« People living on a tiny group of islands in the South Pacific are using the internet revolution to transform their lives.
Tokelau – comprised of three coral atolls that lie about 500 miles north of Western Samoa, halfway between New Zealand and Hawaii – has licensed the website domain extension assigned to the island, and is using the money it earns from the project to pay for computers and internet access.
Just as the United Kindgom was given the .uk suffix for use in website addresses, Tokelau was granted the .tk suffix for its website addresses.
In 2001, the island’s government was approached by Joost Zuurbier, an internet entrepreneur, with a view to his company licensing the rights to the website extension and sharing some of the revenue generated from these sites with the Tokelau government and its people.
The Dot TK website (www.dot.tk) allows anyone, anywhere in the world to generate a short, snappy address with the .tk suffix for their existing blog or website, or to shorten a web address to make it easier to remember and more user-friendly for people browsing the internet on handheld devices, similar to the services provided by TinyURL (tinyurl.com) and SnipURL (snipirl.com).
All people need to do is copy and paste the long address into the box on the Dot TK website, and a shortened web address will be generated.
Since the service launched in 2005, more than 1.6 million domain names with the .tk suffix have been created worldwide, and around 10,000 new sites are registered on a daily basis.
The revenue Tokelau has earned from the venture contributes towards more than 10 per cent of the island’s GDP , and has been spent on a high-speed satellite internet connection to all three atolls and more than 100 communal computers for use by the 1,500 islanders and government departments.
More than 8,000 Tokelauans live overseas, mainly in Australia and New Zealand, and Aukusitino Vitale, head of the island’s telecomms company, says the arrival of the internet has revolutionised the way people communicate with one another, allowing them to keep in touch with family members who live elsewhere.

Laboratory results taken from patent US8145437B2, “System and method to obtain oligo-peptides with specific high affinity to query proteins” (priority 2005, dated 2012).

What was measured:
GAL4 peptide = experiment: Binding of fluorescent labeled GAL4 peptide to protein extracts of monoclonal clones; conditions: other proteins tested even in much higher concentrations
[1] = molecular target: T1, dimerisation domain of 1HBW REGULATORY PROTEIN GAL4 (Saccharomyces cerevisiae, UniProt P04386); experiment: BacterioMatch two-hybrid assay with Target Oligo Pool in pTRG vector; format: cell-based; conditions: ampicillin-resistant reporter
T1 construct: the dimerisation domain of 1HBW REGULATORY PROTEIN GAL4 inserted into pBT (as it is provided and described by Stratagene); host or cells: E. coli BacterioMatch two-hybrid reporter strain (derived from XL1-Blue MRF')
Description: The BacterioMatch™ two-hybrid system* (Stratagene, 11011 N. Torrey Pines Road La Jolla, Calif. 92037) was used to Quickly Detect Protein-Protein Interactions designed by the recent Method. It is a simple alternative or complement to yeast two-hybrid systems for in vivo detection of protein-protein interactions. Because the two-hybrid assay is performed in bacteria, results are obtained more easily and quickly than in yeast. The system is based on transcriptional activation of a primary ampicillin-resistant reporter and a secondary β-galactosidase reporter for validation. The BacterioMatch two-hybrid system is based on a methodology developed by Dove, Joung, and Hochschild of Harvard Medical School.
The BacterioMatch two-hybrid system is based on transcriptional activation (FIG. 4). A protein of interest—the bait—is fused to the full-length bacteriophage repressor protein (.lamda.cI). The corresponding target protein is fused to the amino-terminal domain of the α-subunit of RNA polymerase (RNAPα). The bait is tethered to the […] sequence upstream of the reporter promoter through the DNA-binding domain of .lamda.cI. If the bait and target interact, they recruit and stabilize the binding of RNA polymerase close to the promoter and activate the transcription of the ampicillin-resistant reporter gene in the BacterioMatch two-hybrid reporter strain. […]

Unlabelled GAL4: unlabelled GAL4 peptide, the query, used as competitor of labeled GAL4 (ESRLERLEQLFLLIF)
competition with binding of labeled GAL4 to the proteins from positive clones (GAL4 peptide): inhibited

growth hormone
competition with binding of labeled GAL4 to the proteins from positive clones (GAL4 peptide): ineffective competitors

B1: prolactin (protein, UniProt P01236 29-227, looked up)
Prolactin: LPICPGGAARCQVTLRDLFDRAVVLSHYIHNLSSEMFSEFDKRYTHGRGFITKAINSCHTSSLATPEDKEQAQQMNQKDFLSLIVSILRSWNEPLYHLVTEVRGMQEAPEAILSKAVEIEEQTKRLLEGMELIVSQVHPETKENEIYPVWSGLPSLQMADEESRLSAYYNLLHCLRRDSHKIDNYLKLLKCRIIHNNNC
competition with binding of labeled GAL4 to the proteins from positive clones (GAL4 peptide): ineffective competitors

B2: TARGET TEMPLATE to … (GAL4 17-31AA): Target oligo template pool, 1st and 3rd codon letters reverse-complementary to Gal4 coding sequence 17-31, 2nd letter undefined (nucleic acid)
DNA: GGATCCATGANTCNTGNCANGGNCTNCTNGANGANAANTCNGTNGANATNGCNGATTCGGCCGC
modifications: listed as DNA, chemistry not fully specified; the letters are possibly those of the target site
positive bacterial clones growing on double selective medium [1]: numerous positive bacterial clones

« It’s great being able to communicate freely. We noticed that our revenue for telephone use on the island had come down by about 40 per cent [since the arrival of the internet], because people were using Skype and other VOIP services to allow them to call other people free.
« Now the islanders are wanting extra bandwidth. People are wanting to download music and put things on YouTube. Everyone wants to do those things. »
Vitale also said that an increasing number of users were creating MySpace accounts and using social-networking sites as well.
Although largely self-governing, Tokelau relies on a combination of subsidies and grants provided by the New Zealand government and other organisations, and a small amount of income from exported handicrafts.
Dot TK earns money from targeted advertising embedded on all web pages with the .tk suffix, and a percentage of that is then given to the Tokelauan government in royalty fees.
The plan almost never made it off the drawing board, however: it took four years for Zuurbier to convince ICANN, the governing body for domain name registration, that his contract with the pacific islanders was real.
It was only after one ICANN member mentioned he had visited Tokelau some thirty years previously, and a delegation of islanders were bought before an ICANN meeting in New Zealand, that Zuurbier got the green light.
The project has echoes of another pacific island’s decision to cash in on their domain name suffix.
Tuvalu, which was granted the « .tv » suffix, signed a deal with an American company several years ago to provide licensing of the hugely popular domain name extension, with bids usually starting at around $1,000.
« We didn’t want to go the same way as .tv, » says Zuurbier, who says that safeguards have been put in place to ensure islanders and essential services get first pick of guaranteed permanent .tk web addresses.
All other users of the .tk suffix will need to ensure their website gets at least 25 hits every 90 days in order to keep their new domain name.
Dot TV has also made its application programming interface – the website’s « building blocks » – available to the web developer community in the hope of raising the profile of the service.
Things have moved on so much since the project was launched that Tokelau now even has wireless internet.
« It’s very exciting, » says Vitale. And it means islanders can surf the net on their laptops from the beach.
-Tokelau is comprised of three coral atolls: Atafu, Nukunonu and Fakaofo. It has no capital city
-The islands cover a total area of 10 sq km
– Tokelau has a population of just 1,500
– There is no harbour or airport
– Islanders speak Tokelauan, English and Samoan
– It’s difficult to grow fruit and vegetables on the island, although pumpkins are easy to cultivate »